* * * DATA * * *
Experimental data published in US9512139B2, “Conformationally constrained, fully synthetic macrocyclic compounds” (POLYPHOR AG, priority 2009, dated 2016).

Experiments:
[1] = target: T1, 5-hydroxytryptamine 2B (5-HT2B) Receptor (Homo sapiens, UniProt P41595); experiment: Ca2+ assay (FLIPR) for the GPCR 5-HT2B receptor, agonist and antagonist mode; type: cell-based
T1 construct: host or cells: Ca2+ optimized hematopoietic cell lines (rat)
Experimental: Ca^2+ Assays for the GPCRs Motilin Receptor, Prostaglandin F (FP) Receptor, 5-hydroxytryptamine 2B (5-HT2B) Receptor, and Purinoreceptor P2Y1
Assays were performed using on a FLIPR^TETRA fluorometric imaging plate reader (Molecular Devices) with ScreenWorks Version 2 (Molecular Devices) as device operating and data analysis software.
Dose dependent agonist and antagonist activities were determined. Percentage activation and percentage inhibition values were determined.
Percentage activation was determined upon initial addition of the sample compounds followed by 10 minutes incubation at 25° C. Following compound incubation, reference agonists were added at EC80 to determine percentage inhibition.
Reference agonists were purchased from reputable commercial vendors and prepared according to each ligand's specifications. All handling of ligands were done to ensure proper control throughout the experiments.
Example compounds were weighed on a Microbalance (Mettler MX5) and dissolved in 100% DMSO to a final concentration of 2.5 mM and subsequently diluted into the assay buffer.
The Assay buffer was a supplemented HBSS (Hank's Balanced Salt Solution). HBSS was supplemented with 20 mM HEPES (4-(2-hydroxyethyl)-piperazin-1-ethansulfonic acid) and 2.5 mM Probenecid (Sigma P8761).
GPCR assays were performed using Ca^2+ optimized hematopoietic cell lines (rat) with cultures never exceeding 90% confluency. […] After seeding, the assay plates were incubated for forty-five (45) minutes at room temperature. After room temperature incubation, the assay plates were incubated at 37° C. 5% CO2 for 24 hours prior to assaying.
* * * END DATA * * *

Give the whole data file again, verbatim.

Experimental data published in US9512139B2, “Conformationally constrained, fully synthetic macrocyclic compounds” (POLYPHOR AG, priority 2009, dated 2016).

Experiments:
[1] = target: T1, 5-hydroxytryptamine 2B (5-HT2B) Receptor (Homo sapiens, UniProt P41595); experiment: Ca2+ assay (FLIPR) for the GPCR 5-HT2B receptor, agonist and antagonist mode; type: cell-based
T1 construct: host or cells: Ca2+ optimized hematopoietic cell lines (rat)
Experimental: Ca^2+ Assays for the GPCRs Motilin Receptor, Prostaglandin F (FP) Receptor, 5-hydroxytryptamine 2B (5-HT2B) Receptor, and Purinoreceptor P2Y1
Assays were performed using on a FLIPR^TETRA fluorometric imaging plate reader (Molecular Devices) with ScreenWorks Version 2 (Molecular Devices) as device operating and data analysis software.
Dose dependent agonist and antagonist activities were determined. Percentage activation and percentage inhibition values were determined.
Percentage activation was determined upon initial addition of the sample compounds followed by 10 minutes incubation at 25° C. Following compound incubation, reference agonists were added at EC80 to determine percentage inhibition.
Reference agonists were purchased from reputable commercial vendors and prepared according to each ligand's specifications. All handling of ligands were done to ensure proper control throughout the experiments.
Example compounds were weighed on a Microbalance (Mettler MX5) and dissolved in 100% DMSO to a final concentration of 2.5 mM and subsequently diluted into the assay buffer.
The Assay buffer was a supplemented HBSS (Hank's Balanced Salt Solution). HBSS was supplemented with 20 mM HEPES (4-(2-hydroxyethyl)-piperazin-1-ethansulfonic acid) and 2.5 mM Probenecid (Sigma P8761).
GPCR assays were performed using Ca^2+ optimized hematopoietic cell lines (rat) with cultures never exceeding 90% confluency. […] After seeding, the assay plates were incubated for forty-five (45) minutes at room temperature. After room temperature incubation, the assay plates were incubated at 37° C. 5% CO2 for 24 hours prior to assaying.